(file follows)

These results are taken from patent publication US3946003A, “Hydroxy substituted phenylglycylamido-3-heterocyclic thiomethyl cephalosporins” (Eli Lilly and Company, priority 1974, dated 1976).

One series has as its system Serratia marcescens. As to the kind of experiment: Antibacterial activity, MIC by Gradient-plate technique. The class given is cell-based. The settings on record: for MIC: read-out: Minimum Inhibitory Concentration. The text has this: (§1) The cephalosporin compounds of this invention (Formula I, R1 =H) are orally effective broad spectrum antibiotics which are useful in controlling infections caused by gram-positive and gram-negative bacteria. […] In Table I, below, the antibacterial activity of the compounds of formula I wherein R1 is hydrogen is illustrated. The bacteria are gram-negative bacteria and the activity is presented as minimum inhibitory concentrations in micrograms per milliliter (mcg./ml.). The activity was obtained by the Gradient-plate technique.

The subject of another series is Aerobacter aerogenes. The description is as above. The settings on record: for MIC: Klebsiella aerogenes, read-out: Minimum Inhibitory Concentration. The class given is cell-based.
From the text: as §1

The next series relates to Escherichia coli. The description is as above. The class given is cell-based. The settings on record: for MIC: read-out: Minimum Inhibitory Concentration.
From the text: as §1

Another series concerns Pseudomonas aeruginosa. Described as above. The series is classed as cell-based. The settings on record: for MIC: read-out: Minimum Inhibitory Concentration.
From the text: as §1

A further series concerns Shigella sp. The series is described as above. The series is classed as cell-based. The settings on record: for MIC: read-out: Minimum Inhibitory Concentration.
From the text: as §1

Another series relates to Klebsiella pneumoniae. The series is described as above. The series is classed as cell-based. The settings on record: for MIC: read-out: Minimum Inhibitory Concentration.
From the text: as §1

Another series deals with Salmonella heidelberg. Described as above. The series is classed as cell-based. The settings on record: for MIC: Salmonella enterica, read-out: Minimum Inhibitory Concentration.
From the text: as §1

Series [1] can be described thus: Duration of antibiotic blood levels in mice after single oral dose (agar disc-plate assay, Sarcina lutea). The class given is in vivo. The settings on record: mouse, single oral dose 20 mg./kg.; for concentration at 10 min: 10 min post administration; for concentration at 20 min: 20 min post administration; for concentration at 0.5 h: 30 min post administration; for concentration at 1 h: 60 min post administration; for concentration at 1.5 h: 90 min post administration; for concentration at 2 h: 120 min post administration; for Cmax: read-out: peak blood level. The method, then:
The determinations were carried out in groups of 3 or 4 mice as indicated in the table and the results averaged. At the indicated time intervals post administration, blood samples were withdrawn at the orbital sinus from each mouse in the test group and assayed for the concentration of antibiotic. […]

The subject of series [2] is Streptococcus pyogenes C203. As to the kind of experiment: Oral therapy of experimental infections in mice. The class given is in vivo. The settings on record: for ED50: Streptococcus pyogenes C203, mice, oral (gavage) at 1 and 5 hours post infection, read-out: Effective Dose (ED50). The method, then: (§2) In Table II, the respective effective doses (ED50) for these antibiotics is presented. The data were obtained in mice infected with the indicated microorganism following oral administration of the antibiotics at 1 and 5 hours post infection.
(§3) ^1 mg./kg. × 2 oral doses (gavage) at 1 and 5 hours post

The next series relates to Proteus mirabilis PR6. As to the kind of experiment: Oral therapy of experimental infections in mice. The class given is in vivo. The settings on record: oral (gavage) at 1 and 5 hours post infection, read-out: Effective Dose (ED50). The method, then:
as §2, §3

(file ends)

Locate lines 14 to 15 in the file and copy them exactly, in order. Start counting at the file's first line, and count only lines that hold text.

From the text: as §1

Series [1] can be described thus: Duration of antibiotic blood levels in mice after single oral dose (agar disc-plate assay, Sarcina lutea). The class given is in vivo. The settings on record: mouse, single oral dose 20 mg./kg.; for concentration at 10 min: 10 min post administration; for concentration at 20 min: 20 min post administration; for concentration at 0.5 h: 30 min post administration; for concentration at 1 h: 60 min post administration; for concentration at 1.5 h: 90 min post administration; for concentration at 2 h: 120 min post administration; for Cmax: read-out: peak blood level. The method, then: